What do you appreciate about Oro Valley? 

The multicultural nature of the town. The beauty of the mountains and the incredible weather. The lovely municipal golf courses, tennis and pickleball courts, swimming pools, and the community center. The mountain vistas and hiking trails are always appealing. The diversity of cuisine and great restaurants make it fun to eat out. The various theater venues and the programs in Tucson and at the University make entertainment by first rate talent a regular feature. The various options for retirees as they age and if they must leave their homes are well planned and welcoming when needed.


Explain the circumstances which led you to run for town council.

I was extremely happy with Oro Valley until the most recent council decided to declare war on golf at the community golf courses. Part of my reason for moving back to Oro Valley was so in retirement I could play golf with my wife and father. I was astounded to think anyone would want to destroy something that had been designed as a central amenity to our community. I became active and was pleased to see our HOA contract an independent appraiser to calculate what would happen to Oro Valley if we shuttered the golf courses. The answer was pretty clear: We would lose millions of dollars in home values, not just those on the golf courses but others throughout the town. It would affect tourism and our retailers, hotels, motels and restaurants which were principal sources of  income for the town all preventing a property tax that a town with a large percentage of retirees on fixed incomes could ill afford.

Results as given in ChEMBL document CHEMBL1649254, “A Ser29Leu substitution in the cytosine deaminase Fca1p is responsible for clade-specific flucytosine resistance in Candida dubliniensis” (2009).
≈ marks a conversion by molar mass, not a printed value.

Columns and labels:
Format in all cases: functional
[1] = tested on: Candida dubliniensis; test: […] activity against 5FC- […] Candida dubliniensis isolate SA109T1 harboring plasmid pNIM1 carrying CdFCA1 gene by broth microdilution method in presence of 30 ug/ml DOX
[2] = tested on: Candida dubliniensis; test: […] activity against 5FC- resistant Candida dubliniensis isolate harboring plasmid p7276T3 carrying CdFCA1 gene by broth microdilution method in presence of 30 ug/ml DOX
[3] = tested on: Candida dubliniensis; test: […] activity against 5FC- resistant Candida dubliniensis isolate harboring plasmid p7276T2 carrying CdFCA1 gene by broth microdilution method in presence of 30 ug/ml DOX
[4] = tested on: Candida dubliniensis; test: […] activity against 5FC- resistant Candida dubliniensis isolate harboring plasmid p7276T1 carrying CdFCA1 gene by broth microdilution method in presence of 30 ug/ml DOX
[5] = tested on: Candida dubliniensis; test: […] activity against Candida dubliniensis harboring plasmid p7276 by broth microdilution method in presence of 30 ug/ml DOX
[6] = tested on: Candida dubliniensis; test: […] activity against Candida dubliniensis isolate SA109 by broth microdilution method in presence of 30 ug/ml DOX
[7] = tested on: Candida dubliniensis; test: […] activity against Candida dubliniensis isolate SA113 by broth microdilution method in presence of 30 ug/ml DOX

It was a really poorly thought out venture. When after massive community input the council decided to keep the 36 holes in the center of town the majority of the council voted against moving quickly to complete the necessary capitol expenses to bring it up to  speed and instead came up with a “pay as you go” plan, a catchy phrase but stupid fiscal policy. A plan which costs more in the long run and was not what staff and experts had suggested.


We have a council and town manager form of government but the elected officials want to do their job and the job of the town manager, who is far more knowledgeable then they.


I generally applaud all those who run for office to help a town move forward but those elected officials must realize their limitations.